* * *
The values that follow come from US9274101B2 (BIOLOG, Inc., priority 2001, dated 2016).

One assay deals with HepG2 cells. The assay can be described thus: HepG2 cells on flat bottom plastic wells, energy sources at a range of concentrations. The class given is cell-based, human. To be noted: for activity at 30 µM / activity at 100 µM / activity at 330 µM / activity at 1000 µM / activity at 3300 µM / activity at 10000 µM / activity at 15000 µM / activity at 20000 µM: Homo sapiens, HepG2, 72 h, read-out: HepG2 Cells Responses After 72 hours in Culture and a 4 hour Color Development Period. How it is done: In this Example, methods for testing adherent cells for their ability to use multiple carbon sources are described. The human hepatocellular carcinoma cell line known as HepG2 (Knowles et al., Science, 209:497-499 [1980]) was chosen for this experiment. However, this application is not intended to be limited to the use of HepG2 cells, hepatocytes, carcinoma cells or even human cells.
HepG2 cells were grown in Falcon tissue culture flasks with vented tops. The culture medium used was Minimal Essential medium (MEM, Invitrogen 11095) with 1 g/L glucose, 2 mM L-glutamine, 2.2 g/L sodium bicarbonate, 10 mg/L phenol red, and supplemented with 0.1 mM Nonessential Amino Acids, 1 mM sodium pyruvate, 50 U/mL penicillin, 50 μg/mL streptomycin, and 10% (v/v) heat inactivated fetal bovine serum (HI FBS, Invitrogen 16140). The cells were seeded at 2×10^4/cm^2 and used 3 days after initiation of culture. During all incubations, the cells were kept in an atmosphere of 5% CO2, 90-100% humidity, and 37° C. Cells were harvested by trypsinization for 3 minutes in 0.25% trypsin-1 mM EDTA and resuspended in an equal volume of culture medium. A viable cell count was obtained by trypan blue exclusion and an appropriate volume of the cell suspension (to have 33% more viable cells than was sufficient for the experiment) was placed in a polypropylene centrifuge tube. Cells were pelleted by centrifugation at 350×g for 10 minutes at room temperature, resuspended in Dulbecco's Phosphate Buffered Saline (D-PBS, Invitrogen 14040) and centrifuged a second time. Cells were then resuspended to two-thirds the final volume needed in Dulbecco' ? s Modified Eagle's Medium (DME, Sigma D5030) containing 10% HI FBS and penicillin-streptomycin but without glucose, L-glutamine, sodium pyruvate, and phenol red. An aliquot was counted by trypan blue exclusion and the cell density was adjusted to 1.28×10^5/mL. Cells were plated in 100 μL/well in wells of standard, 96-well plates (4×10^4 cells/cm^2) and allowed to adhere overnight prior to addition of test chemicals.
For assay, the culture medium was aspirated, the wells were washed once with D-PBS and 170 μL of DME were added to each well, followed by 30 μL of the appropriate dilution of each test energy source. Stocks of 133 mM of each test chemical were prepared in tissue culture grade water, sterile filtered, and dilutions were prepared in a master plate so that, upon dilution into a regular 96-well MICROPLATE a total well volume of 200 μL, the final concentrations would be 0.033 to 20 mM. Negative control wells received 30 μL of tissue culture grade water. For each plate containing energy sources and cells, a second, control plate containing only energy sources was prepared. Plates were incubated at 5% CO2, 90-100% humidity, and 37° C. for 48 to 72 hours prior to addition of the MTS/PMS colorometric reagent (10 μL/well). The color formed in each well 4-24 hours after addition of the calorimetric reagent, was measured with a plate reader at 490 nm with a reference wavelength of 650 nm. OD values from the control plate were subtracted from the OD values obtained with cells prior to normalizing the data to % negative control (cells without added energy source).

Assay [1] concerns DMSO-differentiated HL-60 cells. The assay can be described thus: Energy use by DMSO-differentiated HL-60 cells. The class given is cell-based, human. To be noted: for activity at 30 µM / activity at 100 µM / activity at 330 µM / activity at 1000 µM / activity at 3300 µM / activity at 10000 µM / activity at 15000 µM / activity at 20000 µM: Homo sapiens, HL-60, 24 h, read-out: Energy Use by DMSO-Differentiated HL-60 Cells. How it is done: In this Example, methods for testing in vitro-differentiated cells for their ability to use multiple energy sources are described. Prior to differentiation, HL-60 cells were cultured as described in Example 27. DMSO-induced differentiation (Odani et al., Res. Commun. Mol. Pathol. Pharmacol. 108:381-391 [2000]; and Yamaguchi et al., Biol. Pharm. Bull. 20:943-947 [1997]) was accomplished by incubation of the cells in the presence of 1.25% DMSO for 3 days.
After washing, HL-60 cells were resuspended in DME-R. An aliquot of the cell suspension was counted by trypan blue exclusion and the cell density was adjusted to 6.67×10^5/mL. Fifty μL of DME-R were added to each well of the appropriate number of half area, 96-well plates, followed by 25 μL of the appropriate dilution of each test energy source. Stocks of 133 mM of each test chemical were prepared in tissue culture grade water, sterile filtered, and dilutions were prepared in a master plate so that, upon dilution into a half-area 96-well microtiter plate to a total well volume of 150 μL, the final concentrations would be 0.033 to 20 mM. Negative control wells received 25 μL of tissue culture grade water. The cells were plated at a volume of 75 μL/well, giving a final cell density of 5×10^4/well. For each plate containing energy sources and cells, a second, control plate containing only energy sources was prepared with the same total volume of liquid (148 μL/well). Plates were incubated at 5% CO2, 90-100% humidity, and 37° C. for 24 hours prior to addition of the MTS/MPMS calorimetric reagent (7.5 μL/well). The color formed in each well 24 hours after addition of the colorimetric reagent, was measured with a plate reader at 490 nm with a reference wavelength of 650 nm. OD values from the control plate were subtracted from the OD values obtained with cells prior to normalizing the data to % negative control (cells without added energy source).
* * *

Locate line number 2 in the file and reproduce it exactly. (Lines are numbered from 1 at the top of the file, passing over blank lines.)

One assay deals with HepG2 cells. The assay can be described thus: HepG2 cells on flat bottom plastic wells, energy sources at a range of concentrations. The class given is cell-based, human. To be noted: for activity at 30 µM / activity at 100 µM / activity at 330 µM / activity at 1000 µM / activity at 3300 µM / activity at 10000 µM / activity at 15000 µM / activity at 20000 µM: Homo sapiens, HepG2, 72 h, read-out: HepG2 Cells Responses After 72 hours in Culture and a 4 hour Color Development Period. How it is done: In this Example, methods for testing adherent cells for their ability to use multiple carbon sources are described. The human hepatocellular carcinoma cell line known as HepG2 (Knowles et al., Science, 209:497-499 [1980]) was chosen for this experiment. However, this application is not intended to be limited to the use of HepG2 cells, hepatocytes, carcinoma cells or even human cells.